Reactive Attachment Disorder (RAD) is a condition in which a child is unable to connect with others or manage their emotions. This disorder is relatively common in children who have experienced trauma such as being separated from their primary caregiver, living in orphanages, or victims of abuse.
The symptoms of reactive attachment disorder often include:
- An aversion to touch
- Difficulty showing genuine affection
- Anger problems
- Emotional control issues
Disinhibited Social Engagement Disorder (DSED)
Similar to RAD, Disinhibited Social Engagement Disorder (DSED) is a childhood attachment disorder characterized by a lack of fear towards adult strangers, little-to-no hesitation around strangers, and acting without the permission of parents or primary caregivers.
How are Trauma and Addiction Linked?
According to the Substance Abuse and Mental Health Services Administration (SAMHSA), “The relationship between interpersonal violence or trauma and substance use disorders is significant and complex.”
At Iris Healing’s trauma therapy program, we look at the link between addiction and trauma from two perspectives:
- Addiction may arise from the use of drugs to cope with symptoms of trauma
Individuals burdened with trauma symptoms such as anxiety, fear, shame, irritability, sleeping problems, or hypersensitivity may turn to drugs or alcohol as a way to cope and self-medicate.
The constant and overwhelming feeling of emptiness or dread makes them yearn for relief, which they temporarily find in unhealthy behaviors.
For example, someone may consume stimulants to gain the energy and focus they need to push through the day, opioids to experience a brief moment of euphoria, or alcohol to function in social settings.
These temporary fixes open the doors toward drug addiction, and after a while, the drugs no longer offer the same relief they crave or previously experienced. In effect, they become another thorn in the trauma survivor’s life.
- The high-risk behavior associated with drug abuse increases a person’s exposure to potentially traumatic events
Impaired driving, dangerous neighborhoods, questionable acquaintances, and other aspects associated with drug or alcohol abuse predispose addicts to trauma-causing violence, accidents, and crime.
In addition to the aspects mentioned, people who abuse drugs and alcohol also tend to cope ineffectively with new traumatic events.
Whether trauma predisposes a person to addiction – or vice versa – the correlation between the two is undeniable. There is compelling evidence that links different types of trauma and addiction.
Addiction and Sexual Abuse
Drug and alcohol abuse is often used as a means to cope with traumatic memories of sexual assault.
Some studies suggest that over 50% of women in substance abuse rehabilitation programs are victims of sexual assault or abuse.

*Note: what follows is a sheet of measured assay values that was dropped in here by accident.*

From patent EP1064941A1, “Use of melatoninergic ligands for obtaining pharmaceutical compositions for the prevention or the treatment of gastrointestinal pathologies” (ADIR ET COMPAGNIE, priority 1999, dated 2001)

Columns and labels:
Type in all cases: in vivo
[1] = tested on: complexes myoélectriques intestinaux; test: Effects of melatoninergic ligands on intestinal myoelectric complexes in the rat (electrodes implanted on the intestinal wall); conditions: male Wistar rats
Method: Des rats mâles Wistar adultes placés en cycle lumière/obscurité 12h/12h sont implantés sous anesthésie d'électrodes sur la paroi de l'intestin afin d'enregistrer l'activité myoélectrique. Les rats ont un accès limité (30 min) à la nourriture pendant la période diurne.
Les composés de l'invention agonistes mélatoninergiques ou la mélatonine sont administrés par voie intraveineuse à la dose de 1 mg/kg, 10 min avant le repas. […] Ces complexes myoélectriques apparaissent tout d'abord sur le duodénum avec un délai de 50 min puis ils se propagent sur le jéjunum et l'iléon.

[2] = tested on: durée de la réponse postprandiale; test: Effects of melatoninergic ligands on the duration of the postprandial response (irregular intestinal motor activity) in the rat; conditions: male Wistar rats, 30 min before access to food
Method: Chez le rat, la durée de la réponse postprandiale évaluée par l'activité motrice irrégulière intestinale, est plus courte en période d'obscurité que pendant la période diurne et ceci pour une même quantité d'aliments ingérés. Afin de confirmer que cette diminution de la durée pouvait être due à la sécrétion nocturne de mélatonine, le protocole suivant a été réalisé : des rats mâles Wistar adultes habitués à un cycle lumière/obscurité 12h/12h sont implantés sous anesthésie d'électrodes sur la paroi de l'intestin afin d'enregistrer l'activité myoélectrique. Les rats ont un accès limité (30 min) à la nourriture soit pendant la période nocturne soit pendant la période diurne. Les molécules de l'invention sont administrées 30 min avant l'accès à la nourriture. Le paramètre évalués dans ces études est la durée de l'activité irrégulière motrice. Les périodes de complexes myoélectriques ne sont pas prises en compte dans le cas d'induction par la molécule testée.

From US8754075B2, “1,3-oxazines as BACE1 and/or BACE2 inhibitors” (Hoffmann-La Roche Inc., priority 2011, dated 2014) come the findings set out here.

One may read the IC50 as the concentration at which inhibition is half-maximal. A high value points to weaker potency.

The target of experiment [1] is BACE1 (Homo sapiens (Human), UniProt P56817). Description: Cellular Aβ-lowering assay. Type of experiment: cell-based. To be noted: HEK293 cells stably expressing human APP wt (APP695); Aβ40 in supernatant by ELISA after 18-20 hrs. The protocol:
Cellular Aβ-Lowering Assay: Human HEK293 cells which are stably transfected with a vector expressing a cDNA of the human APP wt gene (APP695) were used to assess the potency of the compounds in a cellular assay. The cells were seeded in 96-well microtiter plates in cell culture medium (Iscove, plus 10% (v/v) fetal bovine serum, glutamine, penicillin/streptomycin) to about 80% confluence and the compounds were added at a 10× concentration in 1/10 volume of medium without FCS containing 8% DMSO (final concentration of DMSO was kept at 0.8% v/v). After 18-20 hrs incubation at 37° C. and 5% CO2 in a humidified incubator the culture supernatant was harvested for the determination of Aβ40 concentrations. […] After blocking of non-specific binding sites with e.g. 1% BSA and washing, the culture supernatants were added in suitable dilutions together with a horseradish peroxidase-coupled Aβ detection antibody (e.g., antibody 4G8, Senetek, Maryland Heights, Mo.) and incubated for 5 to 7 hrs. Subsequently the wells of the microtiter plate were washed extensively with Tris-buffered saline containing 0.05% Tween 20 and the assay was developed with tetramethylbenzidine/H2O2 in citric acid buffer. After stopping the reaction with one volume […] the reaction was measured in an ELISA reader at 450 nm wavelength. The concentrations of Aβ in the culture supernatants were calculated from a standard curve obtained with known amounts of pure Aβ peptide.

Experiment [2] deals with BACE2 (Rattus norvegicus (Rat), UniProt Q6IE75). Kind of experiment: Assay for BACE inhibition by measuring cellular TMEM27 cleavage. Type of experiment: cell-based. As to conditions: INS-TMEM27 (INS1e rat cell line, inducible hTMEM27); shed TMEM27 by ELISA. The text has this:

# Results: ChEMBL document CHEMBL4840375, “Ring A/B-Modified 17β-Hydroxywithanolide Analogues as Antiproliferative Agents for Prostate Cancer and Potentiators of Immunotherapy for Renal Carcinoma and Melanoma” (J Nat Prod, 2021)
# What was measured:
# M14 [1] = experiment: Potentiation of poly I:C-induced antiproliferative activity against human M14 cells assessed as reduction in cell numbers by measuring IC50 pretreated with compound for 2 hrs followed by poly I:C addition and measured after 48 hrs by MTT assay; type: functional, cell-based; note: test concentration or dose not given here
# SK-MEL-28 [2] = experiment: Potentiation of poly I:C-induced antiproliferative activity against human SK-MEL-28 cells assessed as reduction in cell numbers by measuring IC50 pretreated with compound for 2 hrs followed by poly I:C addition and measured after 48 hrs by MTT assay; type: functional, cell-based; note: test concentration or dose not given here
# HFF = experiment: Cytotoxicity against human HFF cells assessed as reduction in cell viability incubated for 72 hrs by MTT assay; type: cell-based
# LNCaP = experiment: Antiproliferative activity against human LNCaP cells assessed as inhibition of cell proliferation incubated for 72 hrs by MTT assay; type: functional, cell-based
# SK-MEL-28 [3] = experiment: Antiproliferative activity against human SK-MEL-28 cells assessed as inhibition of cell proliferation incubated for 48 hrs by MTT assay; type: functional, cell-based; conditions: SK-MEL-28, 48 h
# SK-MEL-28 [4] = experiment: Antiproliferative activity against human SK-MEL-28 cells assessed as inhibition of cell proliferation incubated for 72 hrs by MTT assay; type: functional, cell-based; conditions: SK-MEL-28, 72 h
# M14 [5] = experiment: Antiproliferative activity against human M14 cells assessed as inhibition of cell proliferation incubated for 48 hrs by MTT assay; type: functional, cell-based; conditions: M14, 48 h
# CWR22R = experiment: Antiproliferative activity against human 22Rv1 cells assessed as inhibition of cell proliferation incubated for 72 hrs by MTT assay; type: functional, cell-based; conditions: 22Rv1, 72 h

Additionally, a study appearing in the Psychology of Women Quarterly shows that women with drug and alcohol problems are more vulnerable to violence, assault, and abuse.
Addiction and Physical/Emotional Abuse
According to a report by the American Society for the Positive Care of Children (ASPCC), “Neglect, the finding in 61 percent of child maltreatment cases and the leading reason for foster care entry, is also often a result of substance abuse.”
There are several levels or types of physical abuse that can lead a child onto a path of substance abuse later in their lives.
Addiction and Childhood Trauma
Traumatized children who crave acceptance or stability may look for comfort in substance abuse. And due to the chronic nature of drug dependency, unhealthy behaviors can persist into adulthood.
Addiction and Domestic Abuse
According to a 2015 study appearing in the Journal of Drug and Alcohol Dependence, witnessing abuse or experiencing direct abuse predisposes victims to substance use disorders.
A study published in the Journal of Psychoactive Drugs notes that misdiagnosis or failure to identify trauma-related symptoms increase the risk of relapse and early dropouts from addiction recovery treatments.
With this in mind, the most effective trauma healing programs must address trauma disorders as part of substance abuse treatment.
What is the Treatment for Trauma and Addiction?
When it comes to trauma disorders, sometimes it’s not possible to “power through” or “wait it out.” The symptoms won’t just magically disappear!
Instead, they can lead to more serious conditions or life complications if left untreated. From social dysfunction, job loss, depression, broken relationships, to suicide – the risks cannot be ignored.
If you’re a victim of trauma, it’s important to get diagnosed and enroll in some form of trauma treatment or therapy.
Trauma healing techniques can help you learn to process events, cope with traumatic memories, and recover.
Your therapist will empower you to live a healthier and more fulfilling life. But keep in mind that healing trauma takes time. It’s a marathon, which demands practice, preparation, determination, courage, and the support of people around you.
At iris Healing, we understand that the levels of resiliency, reaction to traumatic events, and response to treatments vary from one person to another.
For this reason, we integrate different trauma healing modalities and tools allowing us to achieve higher recovery success rates as highlighted below.
Dual Diagnosis Treatment
The dual diagnosis treatment centers at Iris Healing blend the most powerful aspects of substance abuse treatment and mental health care.
Given the strong correlation between trauma and addiction, the two health problems need to be treated as interrelated or co-occurring disorders.
Without helping a person cope with the sense of isolation, fear, shame, and terror, he or she will not see the upside to sobriety – hence the risk of relapse or early dropout is high.
Similarly, attempting trauma therapy without addressing the corresponding addiction issues predisposes the patient to turn back to substance misuse as a coping mechanism.